senting a ?re hazard and a loss of valuable gaso 35
line in the form of vapors.
According to our invention, the gas collector
head I2 is ?tted with a gasket I3 engaging the
?ange l5 and the hook ‘I engaging the opening
in the projection 6 of the valve stem 5. The op
erating handle is then rotated to lift the valve
2 from its seat against action of the valve spring
4. This spring will then serve to hold securely the
gas collector head upon ?ange I5. The pump 25
is then started and liquid gasoline or other suit as 5
able menstruum is pumped from reservoir 24
through pipe 26, through pump 25, through pipe
21, into the ejector device 23 which will produce,
through the well known action of an ejector, a
reduced pressure in pipe 22. Vapors released
to the collector head I2 will be withdrawn there
from through pipe 22 and become entrained in
the liquid gasoline or other menstruum and be
absorbed thereby. Liquid gasoline has the prop 55
2
’
2,126,367
erty of absorbing gasoline vapors and will hold obvious that various changes may be made in
the vapors in the liquid gasoline.
It will be noted by reference to Figure 1 that
branch pipes 30 and 3| ?tted with valves 32 and
33 are provided and that valves 36 and 31 are
?tted at the intake and discharge ends of the
pump 25.
During the operation just described,
details within the scope of our claims without
departing from the spirit of our invention. It
is, therefore, to be understood that our inven
tion is not to be limited to the speci?c details
shown and described.
Having thus described our invention, what we
I
valves 36 and 31 are opened and valves 32 and claim is:
1. In a tank for the storage of volatile liquids,
33 are closed. After the tank has been gauged,
the pump is stopped and the operating handle I!)
a relief valve, a spring for urging said valve to
is rotated to permit the spring 4 to again seat‘ ' seated position, a ?ange surrounding said valve
the relief valve 2. Valve 31 is closed and valve
on the exterior of said tank, a casing adapted
33 is opened and the pump is again started. The
to be seated upon said ?ange, a member project
gasoline in reservoir 24 is then pumped through
pipe 26 through pump 2'5, through line 3|, back
to the tank. When it is again desired to gauge
the tank, it will be necessary to ?ll reservoir 24
with liquid gasoline. Just after the gas collector
head is ?tted and before the valve 2 is lifted from
20 its seat, valve 36 is closed and valve 32 is opened.
The pump is then started and gasoline is pumped
from the tank through line 30, through line 21,
into reservoir 24.
If the absorption medium be
any liquid other than the gasoline from which
the vapors were derived, lines 30 and 3| may go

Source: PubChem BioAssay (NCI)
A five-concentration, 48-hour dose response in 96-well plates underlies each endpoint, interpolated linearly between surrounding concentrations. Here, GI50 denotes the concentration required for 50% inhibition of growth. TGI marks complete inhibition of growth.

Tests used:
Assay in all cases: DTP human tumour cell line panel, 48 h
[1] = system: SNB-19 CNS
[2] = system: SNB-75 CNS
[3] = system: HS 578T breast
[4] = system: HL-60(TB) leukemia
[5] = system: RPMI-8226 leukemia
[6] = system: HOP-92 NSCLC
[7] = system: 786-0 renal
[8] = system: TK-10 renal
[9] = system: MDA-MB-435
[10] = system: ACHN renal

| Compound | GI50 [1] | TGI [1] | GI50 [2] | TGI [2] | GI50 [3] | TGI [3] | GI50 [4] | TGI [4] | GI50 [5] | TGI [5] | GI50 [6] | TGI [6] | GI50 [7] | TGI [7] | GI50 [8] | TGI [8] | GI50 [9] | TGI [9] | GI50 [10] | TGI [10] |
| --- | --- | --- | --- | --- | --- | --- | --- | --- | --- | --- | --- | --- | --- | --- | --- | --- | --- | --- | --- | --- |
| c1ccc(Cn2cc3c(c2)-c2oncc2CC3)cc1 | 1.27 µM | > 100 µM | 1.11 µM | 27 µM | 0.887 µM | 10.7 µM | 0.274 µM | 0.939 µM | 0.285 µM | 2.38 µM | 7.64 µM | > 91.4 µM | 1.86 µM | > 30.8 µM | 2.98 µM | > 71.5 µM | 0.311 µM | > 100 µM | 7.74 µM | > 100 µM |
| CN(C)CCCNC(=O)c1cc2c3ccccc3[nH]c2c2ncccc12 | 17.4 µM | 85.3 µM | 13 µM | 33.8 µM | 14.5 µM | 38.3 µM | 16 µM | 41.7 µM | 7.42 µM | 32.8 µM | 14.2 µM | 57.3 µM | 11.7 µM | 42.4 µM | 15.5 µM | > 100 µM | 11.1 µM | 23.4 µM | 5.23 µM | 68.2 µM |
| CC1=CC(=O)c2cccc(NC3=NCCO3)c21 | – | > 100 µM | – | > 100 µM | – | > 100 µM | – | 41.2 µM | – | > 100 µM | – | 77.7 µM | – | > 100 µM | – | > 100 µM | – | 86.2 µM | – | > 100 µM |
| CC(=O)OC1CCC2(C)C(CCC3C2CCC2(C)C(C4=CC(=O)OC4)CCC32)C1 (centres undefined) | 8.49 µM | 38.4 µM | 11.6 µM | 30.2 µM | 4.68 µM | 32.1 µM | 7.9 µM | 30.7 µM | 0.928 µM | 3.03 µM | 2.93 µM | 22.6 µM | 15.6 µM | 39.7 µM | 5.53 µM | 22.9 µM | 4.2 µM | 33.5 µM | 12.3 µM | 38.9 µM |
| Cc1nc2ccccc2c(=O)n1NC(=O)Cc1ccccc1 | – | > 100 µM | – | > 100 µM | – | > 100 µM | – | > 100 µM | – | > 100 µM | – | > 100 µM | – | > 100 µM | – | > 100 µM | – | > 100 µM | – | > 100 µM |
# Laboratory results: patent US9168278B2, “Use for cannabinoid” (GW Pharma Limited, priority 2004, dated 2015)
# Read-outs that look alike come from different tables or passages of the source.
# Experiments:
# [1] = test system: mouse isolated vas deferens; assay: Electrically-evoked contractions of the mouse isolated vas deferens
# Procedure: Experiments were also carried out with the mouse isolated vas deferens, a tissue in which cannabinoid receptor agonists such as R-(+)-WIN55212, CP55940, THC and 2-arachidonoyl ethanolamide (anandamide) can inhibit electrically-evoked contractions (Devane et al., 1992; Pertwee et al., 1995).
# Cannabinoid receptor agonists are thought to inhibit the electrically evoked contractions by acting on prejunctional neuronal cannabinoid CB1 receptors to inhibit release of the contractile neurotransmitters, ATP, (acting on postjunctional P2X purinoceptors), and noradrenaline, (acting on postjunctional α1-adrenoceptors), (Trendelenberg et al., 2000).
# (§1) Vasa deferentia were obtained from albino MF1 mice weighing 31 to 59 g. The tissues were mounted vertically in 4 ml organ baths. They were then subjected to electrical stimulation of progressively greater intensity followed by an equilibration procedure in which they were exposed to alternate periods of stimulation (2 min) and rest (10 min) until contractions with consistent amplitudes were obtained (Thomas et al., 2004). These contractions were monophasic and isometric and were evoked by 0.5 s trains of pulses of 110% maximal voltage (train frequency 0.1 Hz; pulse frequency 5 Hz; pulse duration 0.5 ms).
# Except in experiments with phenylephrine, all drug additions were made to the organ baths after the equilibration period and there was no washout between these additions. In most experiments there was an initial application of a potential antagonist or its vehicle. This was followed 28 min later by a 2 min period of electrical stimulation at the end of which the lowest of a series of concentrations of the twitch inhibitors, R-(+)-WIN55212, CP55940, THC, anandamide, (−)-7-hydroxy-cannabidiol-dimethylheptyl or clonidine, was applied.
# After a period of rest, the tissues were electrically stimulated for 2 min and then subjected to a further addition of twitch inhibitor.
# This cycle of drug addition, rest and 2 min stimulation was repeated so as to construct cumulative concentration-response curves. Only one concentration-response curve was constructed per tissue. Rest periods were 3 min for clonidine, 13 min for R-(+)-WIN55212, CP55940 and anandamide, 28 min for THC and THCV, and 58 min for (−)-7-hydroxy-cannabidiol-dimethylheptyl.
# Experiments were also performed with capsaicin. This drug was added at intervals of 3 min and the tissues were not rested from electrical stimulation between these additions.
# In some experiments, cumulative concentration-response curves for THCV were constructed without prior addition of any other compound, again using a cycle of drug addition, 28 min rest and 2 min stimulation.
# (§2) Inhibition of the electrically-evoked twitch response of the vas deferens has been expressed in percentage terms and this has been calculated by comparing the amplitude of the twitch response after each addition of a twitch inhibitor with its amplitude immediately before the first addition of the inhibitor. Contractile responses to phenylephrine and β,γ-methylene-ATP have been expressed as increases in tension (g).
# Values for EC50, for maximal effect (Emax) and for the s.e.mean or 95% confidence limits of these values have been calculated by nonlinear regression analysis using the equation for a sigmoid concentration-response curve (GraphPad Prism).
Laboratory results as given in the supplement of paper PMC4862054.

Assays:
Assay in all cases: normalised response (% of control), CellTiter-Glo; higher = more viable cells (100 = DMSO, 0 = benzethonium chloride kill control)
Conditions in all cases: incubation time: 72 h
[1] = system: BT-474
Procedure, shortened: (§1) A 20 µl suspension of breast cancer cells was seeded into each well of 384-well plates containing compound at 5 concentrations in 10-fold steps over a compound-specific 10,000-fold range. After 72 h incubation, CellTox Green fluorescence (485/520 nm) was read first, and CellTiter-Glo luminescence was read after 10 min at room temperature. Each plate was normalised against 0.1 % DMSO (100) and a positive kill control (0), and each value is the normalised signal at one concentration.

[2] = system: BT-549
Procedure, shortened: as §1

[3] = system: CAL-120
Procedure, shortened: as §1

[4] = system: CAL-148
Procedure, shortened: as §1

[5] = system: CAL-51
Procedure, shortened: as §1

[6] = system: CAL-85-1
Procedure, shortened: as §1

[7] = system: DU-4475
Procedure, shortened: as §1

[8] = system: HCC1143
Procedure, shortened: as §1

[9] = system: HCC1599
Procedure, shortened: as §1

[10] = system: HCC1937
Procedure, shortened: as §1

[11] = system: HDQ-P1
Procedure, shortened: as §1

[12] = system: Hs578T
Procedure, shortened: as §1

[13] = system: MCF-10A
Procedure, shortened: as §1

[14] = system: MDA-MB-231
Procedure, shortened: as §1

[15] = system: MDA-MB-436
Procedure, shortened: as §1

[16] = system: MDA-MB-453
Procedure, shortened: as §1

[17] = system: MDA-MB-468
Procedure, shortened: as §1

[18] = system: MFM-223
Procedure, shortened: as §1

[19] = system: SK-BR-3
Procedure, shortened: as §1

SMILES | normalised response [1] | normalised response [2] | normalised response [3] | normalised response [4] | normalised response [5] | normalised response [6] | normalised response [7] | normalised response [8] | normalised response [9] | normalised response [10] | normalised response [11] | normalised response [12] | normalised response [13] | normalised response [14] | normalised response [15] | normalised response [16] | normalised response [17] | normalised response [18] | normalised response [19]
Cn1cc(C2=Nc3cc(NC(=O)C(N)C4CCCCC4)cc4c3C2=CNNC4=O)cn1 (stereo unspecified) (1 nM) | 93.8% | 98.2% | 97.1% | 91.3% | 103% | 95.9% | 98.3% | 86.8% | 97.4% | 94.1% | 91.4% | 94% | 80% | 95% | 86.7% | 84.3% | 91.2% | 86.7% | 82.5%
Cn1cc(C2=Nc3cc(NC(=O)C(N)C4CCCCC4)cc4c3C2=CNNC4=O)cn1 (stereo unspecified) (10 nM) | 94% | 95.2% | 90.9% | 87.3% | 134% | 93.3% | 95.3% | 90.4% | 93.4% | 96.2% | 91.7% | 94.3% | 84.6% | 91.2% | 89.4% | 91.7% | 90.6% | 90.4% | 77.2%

to another source or tank in which the menstruum
liquid is stored.
It will be obvious that we have accomplished
the objects of our invention. We are enabled
safely ‘to release the vapors ‘in a tank full of.
volatile liquid on a warm day when the vapor
pressure of the liquid is comparatively high, and
save the loss of the vapors. _ In addition, in a
case in which the vapors are inflammable or
explosive, as with casinghead gasoline, we reduce
the ?re hazard.
It will be understood that certain features and
sub-combinations are of utility and may be em
ployed without reference to other features and
40 sub-combinations. This is contemplated by and
is within the scope of our claims. It is further
ing through said casing from the exterior there
of, adapted to engage said valve, means for op
15
erating said member from the exterior of said
casing to lift said valve from its seat, said casing
being provided with an opening, a conduit com
municating. with the interior of said casing
through said opening for the eduction of vapors 20
from said casing, and means for contacting said
vapors with an absorption menstruum.
2. Ina tank for the storage of volatile liquids,
a relief valve, a housing for said relief valve po
sitioned exteriorly of said tank, means operable 25
from the exterior of said housing for lifting said
relief 'valve from its seat, said housing being
provided with an eduction conduit, said eduction
conduit communicating with an absorption sys
tem, the construction being such that vapors
released from said tank by the lifting of said
valve will pass to the absorption system.
3. vIn a tank for the storage of volatile liquids,
a relief valve, adjustable means for holding said
relief valve upon its seat, a readily removable 35
housing positioned over said valve exteriorly of
said tank, a common means for holding said
housing in position and lifting said relief valve
from its seat.
MILLARD E. CLAWSON.
FRANK MOH‘NK.
40